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JesterGrin
06-30-2017, 02:18 PM
I am in the process of building a Spira International VERACRUZ Panga and decided on Duckworks DWX epoxy due to the extended working time it gives with the very hot and at times humid weather here in South TEXAS.

I plan to get a 1.5 Gallon Kit to start with the build and get the Slow Hardener that goes along with it and add 1 QT of Fast Hardener for the Lap Frame glue ups. Is this a good plan or just run with the Slow Hardener the whole way through?

And of course the metered pumps as well. :)

Thank You.

David G
06-30-2017, 02:31 PM
I am in the process of building a Spira International VERACRUZ Panga and decided on Duckworks DWX epoxy due to the extended working time it gives with the very hot and at times humid weather here in South TEXAS.

I plan to get a 1.5 Gallon Kit to start with the build and get the Slow Hardener that goes along with it and add 1 QT of Fast Hardener for the Lap Frame glue ups. Is this a good plan or just run with the Slow Hardener the whole way through?

And of course the metered pumps as well. :)

Thank You.

Your best advice will come from Chuck at Duckworks. He's built a few boats with that product in Tejas.

John Perry
06-30-2017, 02:46 PM
Building a 15 foot rowing boat in the UK this winter (see here: http://forum.woodenboat.com/showthread.php?200900-Yet-another-rowing-boat-design) I mostly used slow hardener but found it useful to have some of the fast hardener available too so that if, say, I were gluing something up and wanted to be sure that I could take off the clamps the next day I would use the fast hardener, otherwise use the slow hardener. But in a warm climate it could be different, maybe you would have no use for fast hardener, others may have a view on that.

One thing I would say is that I would only use a non-blushing resin and looking at the Duckworks page the one you are choosing is claimed to be non-blushing. Also it is almost clear, mixes in a 2:1 ratio and is almost oderless, so it sounds very similar to the resin I have been buying from Reactive Resins here in the UK, and I am happy with that brand.

I can say that with another project some years ago we had terrible problems with amine blush and that was with a very well known brand of epoxy resin.

I prefer to do the mixing by weight using a cheap digital scales. I have heard it sugested that you can use a simple home made scales that has a balance arm with the pivot placed to give the correct mix ratio when it balances. Presumably you need to balance out any difference in the weight of the containers before adding any resin which would make this a bit more complicated than using digital scales with a zero function. Reactive Resins supply a small and quite accurate digital scale which they recommend for use with their resins. I have also used the metering pumps in the past but eventually they do tend to get in a mess and even clog up if you have to leave your project for a while, so I prefer to mix by weight.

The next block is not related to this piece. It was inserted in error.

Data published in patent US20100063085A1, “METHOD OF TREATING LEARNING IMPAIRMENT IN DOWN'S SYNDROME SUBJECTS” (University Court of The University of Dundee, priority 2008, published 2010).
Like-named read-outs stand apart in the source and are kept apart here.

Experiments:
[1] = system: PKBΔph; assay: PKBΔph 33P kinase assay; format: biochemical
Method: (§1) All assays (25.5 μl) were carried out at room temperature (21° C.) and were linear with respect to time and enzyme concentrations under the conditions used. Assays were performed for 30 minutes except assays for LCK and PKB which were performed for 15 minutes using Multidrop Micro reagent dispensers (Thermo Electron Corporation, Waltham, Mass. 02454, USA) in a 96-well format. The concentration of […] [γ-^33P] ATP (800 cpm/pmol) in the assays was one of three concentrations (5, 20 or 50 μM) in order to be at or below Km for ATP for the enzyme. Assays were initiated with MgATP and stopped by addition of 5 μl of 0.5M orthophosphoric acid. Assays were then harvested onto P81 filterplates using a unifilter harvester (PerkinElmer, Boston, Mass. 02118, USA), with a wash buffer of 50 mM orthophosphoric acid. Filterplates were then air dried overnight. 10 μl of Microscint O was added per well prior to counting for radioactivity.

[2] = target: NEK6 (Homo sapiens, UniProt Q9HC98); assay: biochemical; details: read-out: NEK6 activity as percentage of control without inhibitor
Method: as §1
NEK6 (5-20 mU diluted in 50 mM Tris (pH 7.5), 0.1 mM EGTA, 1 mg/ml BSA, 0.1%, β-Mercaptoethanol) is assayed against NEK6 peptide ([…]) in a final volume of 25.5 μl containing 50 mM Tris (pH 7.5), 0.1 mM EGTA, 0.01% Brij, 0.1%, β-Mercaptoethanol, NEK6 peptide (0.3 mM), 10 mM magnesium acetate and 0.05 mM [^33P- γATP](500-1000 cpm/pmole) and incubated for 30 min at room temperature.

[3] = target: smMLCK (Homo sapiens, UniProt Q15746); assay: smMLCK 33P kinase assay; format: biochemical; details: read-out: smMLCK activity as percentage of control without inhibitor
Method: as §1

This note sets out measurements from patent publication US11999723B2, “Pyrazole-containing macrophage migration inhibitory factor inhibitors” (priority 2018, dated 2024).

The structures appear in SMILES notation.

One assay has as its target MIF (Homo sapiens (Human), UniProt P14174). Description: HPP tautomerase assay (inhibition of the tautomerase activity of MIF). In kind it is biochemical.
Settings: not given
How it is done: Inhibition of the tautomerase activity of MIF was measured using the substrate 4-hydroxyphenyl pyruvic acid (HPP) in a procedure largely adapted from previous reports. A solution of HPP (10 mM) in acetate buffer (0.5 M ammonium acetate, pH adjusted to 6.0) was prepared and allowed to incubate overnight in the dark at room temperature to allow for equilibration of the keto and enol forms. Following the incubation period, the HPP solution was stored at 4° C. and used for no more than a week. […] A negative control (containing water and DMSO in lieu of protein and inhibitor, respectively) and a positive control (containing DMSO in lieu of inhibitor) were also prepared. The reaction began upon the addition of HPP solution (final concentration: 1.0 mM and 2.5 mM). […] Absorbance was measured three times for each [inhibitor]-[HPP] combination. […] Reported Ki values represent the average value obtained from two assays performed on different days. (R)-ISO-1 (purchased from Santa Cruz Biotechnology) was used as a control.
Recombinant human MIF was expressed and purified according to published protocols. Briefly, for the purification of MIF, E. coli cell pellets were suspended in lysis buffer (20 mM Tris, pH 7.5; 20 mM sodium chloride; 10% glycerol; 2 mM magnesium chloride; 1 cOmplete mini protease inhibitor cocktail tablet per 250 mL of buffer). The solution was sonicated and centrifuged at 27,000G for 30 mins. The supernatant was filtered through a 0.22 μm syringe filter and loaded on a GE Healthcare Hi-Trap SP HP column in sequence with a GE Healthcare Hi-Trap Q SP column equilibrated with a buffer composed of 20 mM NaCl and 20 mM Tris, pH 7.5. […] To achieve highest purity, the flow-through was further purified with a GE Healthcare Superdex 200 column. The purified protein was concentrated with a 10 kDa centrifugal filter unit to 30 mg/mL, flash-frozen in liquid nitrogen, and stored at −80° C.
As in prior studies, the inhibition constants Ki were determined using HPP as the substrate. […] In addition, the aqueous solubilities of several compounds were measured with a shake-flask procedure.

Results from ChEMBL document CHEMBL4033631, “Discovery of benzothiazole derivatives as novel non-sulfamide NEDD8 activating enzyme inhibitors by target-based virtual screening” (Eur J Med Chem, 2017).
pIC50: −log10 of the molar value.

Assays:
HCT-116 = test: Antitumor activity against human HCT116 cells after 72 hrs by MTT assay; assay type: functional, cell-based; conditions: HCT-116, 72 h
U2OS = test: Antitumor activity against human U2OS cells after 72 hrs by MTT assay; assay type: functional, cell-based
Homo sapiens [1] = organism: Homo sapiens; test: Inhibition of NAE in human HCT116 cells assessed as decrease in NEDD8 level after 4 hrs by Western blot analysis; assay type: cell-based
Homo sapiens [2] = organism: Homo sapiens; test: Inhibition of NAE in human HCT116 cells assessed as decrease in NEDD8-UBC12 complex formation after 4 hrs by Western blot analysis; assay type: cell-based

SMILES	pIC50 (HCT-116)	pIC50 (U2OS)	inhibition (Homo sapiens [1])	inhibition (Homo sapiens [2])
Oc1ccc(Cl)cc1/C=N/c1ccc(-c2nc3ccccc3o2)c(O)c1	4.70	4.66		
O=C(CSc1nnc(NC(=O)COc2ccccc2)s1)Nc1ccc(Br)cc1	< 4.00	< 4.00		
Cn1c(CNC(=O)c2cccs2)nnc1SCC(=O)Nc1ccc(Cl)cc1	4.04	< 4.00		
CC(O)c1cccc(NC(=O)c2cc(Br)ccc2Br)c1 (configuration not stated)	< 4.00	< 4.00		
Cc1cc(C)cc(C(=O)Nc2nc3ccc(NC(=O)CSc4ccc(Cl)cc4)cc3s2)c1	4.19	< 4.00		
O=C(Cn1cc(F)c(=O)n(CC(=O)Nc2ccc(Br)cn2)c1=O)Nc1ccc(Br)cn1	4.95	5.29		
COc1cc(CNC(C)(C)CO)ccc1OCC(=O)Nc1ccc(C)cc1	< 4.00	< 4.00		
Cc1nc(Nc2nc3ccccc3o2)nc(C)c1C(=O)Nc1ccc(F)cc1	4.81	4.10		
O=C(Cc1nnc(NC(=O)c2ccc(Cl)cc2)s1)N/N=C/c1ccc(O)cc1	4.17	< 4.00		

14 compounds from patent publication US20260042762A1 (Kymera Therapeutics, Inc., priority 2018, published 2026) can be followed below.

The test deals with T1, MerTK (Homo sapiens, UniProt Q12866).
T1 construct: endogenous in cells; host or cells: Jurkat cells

DeniseO30
06-30-2017, 04:46 PM
Don't.. do epoxy in the sun or on hot surfaces. when coating .. doing it from warm to cooler is better then doing it in the morning cool to afternoon heat. I've been to TX once.... FLA 3 times.. NEVER again!

JesterGrin
06-30-2017, 07:32 PM
Don't.. do epoxy in the sun or on hot surfaces. when coating .. doing it from warm to cooler is better then doing it in the morning cool to afternoon heat. I've been to TX once.... FLA 3 times.. NEVER again!

Oh do not worry as I plan to plank the hull and lay the fiberglass in the shade so I do not melt lol.

JesterGrin
06-30-2017, 07:35 PM
On another side question about Epoxy as I was informed today is that there is a difference between a glue type of epoxy VS a regular type of epoxy?

Or to say I have been using T-88 Epoxy of which is a structural epoxy and while I was looking at the standard type of Epoxies that would be used to lay the fiberglass to the hull I was informed that it was not designed to be used as a glue?

This was at a Woodcraft store.

David G
06-30-2017, 08:08 PM
There's a lot of dodgy info out there about epoxy. It may be time for you to acquire the 'bible'. Buy the book, or download the free PDF -- http://www.westsystem.com/the-gougeon-brothers-on-boat-construction/

upchurchmr
06-30-2017, 08:18 PM
I use both regular speed hardener (West 507) and fast hardener in Ft. Worth.
As you get use to using the glue and get use to planning each glue job, you will find you do not take so long to complete each task.
Actually, I have absolutely no use for slow hardener, but I have a little experience.

Ignore the idiots from Woodcraft.
You can't tell what they actually know and what they read as advertising copy.
Last time I asked a technical question - they didn't even know what products were available in that product line. Tried to tell me to use wheat flour to add strength to fillets.

The best time to laminate a ply over wood is when it's about 100F for a "normal" hardener.
The epoxy is thin, it wets out great. But you better be ready to work, without delay.
Slow will give you the confidence you need for your first coating.

I would suggest you precoat the wood before laminating - meaning put a coat of epoxy without glass, let it set up beyond tacky, then laminate on the glass. Once you get the precoat on and kicked off, you will not have problems with bubbles coming out of the wood if the temperature goes up.

Just saw Davids post. I agree absolutely. The download is free, but the book is nice to have for quick reference.

wizbang 13
06-30-2017, 10:22 PM
west 507??

David G
07-01-2017, 12:00 AM
west 507??

507 is a hardener that is only sold to the creme de la creme of fabricators. You and I will never get our hands on it. I'm just sorry you had to find out this way. We were hoping to find a way to break it to you easy. <G>

up-c... just a typo? Which hardener did you mean? http://www.westsystem.com/the-105-system/product-selection-guide/